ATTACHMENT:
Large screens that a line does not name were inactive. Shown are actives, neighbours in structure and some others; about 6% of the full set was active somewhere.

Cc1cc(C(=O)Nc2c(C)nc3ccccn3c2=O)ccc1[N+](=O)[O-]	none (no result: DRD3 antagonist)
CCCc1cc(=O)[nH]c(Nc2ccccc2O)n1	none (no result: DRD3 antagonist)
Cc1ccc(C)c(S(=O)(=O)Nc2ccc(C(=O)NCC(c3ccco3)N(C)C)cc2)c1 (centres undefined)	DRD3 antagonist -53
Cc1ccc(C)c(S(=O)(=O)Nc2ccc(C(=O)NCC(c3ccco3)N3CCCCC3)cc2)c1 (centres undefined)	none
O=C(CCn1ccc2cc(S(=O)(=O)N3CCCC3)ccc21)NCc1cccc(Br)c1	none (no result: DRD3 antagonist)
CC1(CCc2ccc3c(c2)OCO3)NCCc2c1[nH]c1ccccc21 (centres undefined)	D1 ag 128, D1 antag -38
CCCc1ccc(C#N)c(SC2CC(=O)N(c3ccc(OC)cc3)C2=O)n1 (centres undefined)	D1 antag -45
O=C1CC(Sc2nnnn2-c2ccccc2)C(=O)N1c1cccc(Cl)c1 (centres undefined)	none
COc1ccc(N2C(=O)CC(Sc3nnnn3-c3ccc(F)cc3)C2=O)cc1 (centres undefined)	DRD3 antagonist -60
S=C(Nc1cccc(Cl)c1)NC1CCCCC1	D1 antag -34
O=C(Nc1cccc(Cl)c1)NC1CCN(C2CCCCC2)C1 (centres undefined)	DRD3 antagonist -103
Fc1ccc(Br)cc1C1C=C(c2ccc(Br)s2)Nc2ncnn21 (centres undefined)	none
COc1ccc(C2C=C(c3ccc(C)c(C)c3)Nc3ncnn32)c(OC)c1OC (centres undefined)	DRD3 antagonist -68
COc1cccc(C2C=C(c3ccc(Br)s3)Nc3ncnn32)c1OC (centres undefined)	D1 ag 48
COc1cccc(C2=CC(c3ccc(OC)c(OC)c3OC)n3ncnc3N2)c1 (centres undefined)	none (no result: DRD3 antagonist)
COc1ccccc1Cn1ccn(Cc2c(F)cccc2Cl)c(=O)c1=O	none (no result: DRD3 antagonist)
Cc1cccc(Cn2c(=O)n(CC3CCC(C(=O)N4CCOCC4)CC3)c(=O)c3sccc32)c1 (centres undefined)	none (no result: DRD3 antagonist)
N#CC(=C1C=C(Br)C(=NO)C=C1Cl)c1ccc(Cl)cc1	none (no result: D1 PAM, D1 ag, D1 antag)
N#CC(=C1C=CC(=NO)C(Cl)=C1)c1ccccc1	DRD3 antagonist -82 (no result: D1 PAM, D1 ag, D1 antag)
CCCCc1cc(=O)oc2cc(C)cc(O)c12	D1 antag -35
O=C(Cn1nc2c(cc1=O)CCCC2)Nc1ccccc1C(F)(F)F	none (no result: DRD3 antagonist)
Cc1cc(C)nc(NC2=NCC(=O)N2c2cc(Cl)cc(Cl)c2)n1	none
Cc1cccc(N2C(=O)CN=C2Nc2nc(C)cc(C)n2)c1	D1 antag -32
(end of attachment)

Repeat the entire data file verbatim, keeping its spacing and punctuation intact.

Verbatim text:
Large screens that a line does not name were inactive. Shown are actives, neighbours in structure and some others; about 6% of the full set was active somewhere.

Cc1cc(C(=O)Nc2c(C)nc3ccccn3c2=O)ccc1[N+](=O)[O-]	none (no result: DRD3 antagonist)
CCCc1cc(=O)[nH]c(Nc2ccccc2O)n1	none (no result: DRD3 antagonist)
Cc1ccc(C)c(S(=O)(=O)Nc2ccc(C(=O)NCC(c3ccco3)N(C)C)cc2)c1 (centres undefined)	DRD3 antagonist -53
Cc1ccc(C)c(S(=O)(=O)Nc2ccc(C(=O)NCC(c3ccco3)N3CCCCC3)cc2)c1 (centres undefined)	none
O=C(CCn1ccc2cc(S(=O)(=O)N3CCCC3)ccc21)NCc1cccc(Br)c1	none (no result: DRD3 antagonist)
CC1(CCc2ccc3c(c2)OCO3)NCCc2c1[nH]c1ccccc21 (centres undefined)	D1 ag 128, D1 antag -38
CCCc1ccc(C#N)c(SC2CC(=O)N(c3ccc(OC)cc3)C2=O)n1 (centres undefined)	D1 antag -45
O=C1CC(Sc2nnnn2-c2ccccc2)C(=O)N1c1cccc(Cl)c1 (centres undefined)	none
COc1ccc(N2C(=O)CC(Sc3nnnn3-c3ccc(F)cc3)C2=O)cc1 (centres undefined)	DRD3 antagonist -60
S=C(Nc1cccc(Cl)c1)NC1CCCCC1	D1 antag -34
O=C(Nc1cccc(Cl)c1)NC1CCN(C2CCCCC2)C1 (centres undefined)	DRD3 antagonist -103
Fc1ccc(Br)cc1C1C=C(c2ccc(Br)s2)Nc2ncnn21 (centres undefined)	none
COc1ccc(C2C=C(c3ccc(C)c(C)c3)Nc3ncnn32)c(OC)c1OC (centres undefined)	DRD3 antagonist -68
COc1cccc(C2C=C(c3ccc(Br)s3)Nc3ncnn32)c1OC (centres undefined)	D1 ag 48
COc1cccc(C2=CC(c3ccc(OC)c(OC)c3OC)n3ncnc3N2)c1 (centres undefined)	none (no result: DRD3 antagonist)
COc1ccccc1Cn1ccn(Cc2c(F)cccc2Cl)c(=O)c1=O	none (no result: DRD3 antagonist)
Cc1cccc(Cn2c(=O)n(CC3CCC(C(=O)N4CCOCC4)CC3)c(=O)c3sccc32)c1 (centres undefined)	none (no result: DRD3 antagonist)
N#CC(=C1C=C(Br)C(=NO)C=C1Cl)c1ccc(Cl)cc1	none (no result: D1 PAM, D1 ag, D1 antag)
N#CC(=C1C=CC(=NO)C(Cl)=C1)c1ccccc1	DRD3 antagonist -82 (no result: D1 PAM, D1 ag, D1 antag)
CCCCc1cc(=O)oc2cc(C)cc(O)c12	D1 antag -35
O=C(Cn1nc2c(cc1=O)CCCC2)Nc1ccccc1C(F)(F)F	none (no result: DRD3 antagonist)
Cc1cc(C)nc(NC2=NCC(=O)N2c2cc(Cl)cc(Cl)c2)n1	none
Cc1cccc(N2C(=O)CN=C2Nc2nc(C)cc(C)n2)c1	D1 antag -32